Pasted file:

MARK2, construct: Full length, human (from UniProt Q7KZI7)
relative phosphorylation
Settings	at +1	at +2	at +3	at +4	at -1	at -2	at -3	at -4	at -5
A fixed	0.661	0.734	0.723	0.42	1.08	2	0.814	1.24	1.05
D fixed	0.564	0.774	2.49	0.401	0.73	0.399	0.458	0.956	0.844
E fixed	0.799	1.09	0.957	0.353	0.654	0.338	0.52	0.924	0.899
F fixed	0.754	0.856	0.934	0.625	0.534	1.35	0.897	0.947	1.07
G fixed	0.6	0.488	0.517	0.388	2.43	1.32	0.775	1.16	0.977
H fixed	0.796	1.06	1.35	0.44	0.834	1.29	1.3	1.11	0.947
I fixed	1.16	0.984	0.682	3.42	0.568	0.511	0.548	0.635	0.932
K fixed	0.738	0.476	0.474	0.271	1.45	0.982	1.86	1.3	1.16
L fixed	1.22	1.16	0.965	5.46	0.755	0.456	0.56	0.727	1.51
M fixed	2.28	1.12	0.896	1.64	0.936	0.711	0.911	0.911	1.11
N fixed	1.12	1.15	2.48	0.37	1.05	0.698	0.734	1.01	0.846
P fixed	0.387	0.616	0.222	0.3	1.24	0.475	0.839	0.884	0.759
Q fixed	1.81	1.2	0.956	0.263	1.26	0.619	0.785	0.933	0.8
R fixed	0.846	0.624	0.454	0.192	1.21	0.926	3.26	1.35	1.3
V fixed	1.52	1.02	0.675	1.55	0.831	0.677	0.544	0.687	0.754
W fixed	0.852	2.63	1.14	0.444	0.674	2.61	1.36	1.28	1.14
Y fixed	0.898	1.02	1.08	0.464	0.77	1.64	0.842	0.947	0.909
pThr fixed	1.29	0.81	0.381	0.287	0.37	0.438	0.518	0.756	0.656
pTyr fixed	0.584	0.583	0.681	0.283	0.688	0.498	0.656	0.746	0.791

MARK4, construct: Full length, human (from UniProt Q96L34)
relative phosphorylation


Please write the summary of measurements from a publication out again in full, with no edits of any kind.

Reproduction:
MARK2, construct: Full length, human (from UniProt Q7KZI7)
relative phosphorylation
Settings	at +1	at +2	at +3	at +4	at -1	at -2	at -3	at -4	at -5
A fixed	0.661	0.734	0.723	0.42	1.08	2	0.814	1.24	1.05
D fixed	0.564	0.774	2.49	0.401	0.73	0.399	0.458	0.956	0.844
E fixed	0.799	1.09	0.957	0.353	0.654	0.338	0.52	0.924	0.899
F fixed	0.754	0.856	0.934	0.625	0.534	1.35	0.897	0.947	1.07
G fixed	0.6	0.488	0.517	0.388	2.43	1.32	0.775	1.16	0.977
H fixed	0.796	1.06	1.35	0.44	0.834	1.29	1.3	1.11	0.947
I fixed	1.16	0.984	0.682	3.42	0.568	0.511	0.548	0.635	0.932
K fixed	0.738	0.476	0.474	0.271	1.45	0.982	1.86	1.3	1.16
L fixed	1.22	1.16	0.965	5.46	0.755	0.456	0.56	0.727	1.51
M fixed	2.28	1.12	0.896	1.64	0.936	0.711	0.911	0.911	1.11
N fixed	1.12	1.15	2.48	0.37	1.05	0.698	0.734	1.01	0.846
P fixed	0.387	0.616	0.222	0.3	1.24	0.475	0.839	0.884	0.759
Q fixed	1.81	1.2	0.956	0.263	1.26	0.619	0.785	0.933	0.8
R fixed	0.846	0.624	0.454	0.192	1.21	0.926	3.26	1.35	1.3
V fixed	1.52	1.02	0.675	1.55	0.831	0.677	0.544	0.687	0.754
W fixed	0.852	2.63	1.14	0.444	0.674	2.61	1.36	1.28	1.14
Y fixed	0.898	1.02	1.08	0.464	0.77	1.64	0.842	0.947	0.909
pThr fixed	1.29	0.81	0.381	0.287	0.37	0.438	0.518	0.756	0.656
pTyr fixed	0.584	0.583	0.681	0.283	0.688	0.498	0.656	0.746	0.791

MARK4, construct: Full length, human (from UniProt Q96L34)
relative phosphorylation